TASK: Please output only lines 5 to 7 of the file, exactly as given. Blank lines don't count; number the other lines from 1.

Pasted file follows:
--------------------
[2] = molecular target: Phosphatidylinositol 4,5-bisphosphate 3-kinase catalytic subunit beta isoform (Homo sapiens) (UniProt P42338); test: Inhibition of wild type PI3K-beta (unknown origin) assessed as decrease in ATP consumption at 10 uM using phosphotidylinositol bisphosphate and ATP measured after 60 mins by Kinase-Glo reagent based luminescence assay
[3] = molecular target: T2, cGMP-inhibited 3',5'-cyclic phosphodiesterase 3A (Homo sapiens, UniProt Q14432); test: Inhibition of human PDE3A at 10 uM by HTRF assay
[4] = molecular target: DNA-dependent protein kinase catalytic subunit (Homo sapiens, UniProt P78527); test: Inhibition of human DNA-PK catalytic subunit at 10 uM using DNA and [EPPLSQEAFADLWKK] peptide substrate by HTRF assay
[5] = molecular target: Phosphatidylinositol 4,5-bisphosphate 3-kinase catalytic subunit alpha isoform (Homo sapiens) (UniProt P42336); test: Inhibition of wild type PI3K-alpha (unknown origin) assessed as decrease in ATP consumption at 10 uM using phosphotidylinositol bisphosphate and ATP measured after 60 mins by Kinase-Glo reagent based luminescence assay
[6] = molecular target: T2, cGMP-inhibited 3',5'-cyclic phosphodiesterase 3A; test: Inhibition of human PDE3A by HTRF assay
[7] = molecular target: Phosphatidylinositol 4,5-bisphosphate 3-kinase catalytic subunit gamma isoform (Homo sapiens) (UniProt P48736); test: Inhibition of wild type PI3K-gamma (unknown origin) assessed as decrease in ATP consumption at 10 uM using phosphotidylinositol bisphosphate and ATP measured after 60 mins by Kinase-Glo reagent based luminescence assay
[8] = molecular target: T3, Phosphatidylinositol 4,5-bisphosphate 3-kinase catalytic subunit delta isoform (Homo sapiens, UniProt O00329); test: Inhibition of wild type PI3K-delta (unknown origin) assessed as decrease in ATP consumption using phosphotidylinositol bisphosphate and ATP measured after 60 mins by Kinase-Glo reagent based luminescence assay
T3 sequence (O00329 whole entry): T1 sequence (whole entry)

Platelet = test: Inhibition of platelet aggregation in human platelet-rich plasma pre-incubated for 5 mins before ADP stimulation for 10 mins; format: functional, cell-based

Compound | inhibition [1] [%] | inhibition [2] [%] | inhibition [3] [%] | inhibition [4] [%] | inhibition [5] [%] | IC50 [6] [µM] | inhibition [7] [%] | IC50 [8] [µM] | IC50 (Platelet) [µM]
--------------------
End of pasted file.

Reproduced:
[6] = molecular target: T2, cGMP-inhibited 3',5'-cyclic phosphodiesterase 3A; test: Inhibition of human PDE3A by HTRF assay
[7] = molecular target: Phosphatidylinositol 4,5-bisphosphate 3-kinase catalytic subunit gamma isoform (Homo sapiens) (UniProt P48736); test: Inhibition of wild type PI3K-gamma (unknown origin) assessed as decrease in ATP consumption at 10 uM using phosphotidylinositol bisphosphate and ATP measured after 60 mins by Kinase-Glo reagent based luminescence assay
[8] = molecular target: T3, Phosphatidylinositol 4,5-bisphosphate 3-kinase catalytic subunit delta isoform (Homo sapiens, UniProt O00329); test: Inhibition of wild type PI3K-delta (unknown origin) assessed as decrease in ATP consumption using phosphotidylinositol bisphosphate and ATP measured after 60 mins by Kinase-Glo reagent based luminescence assay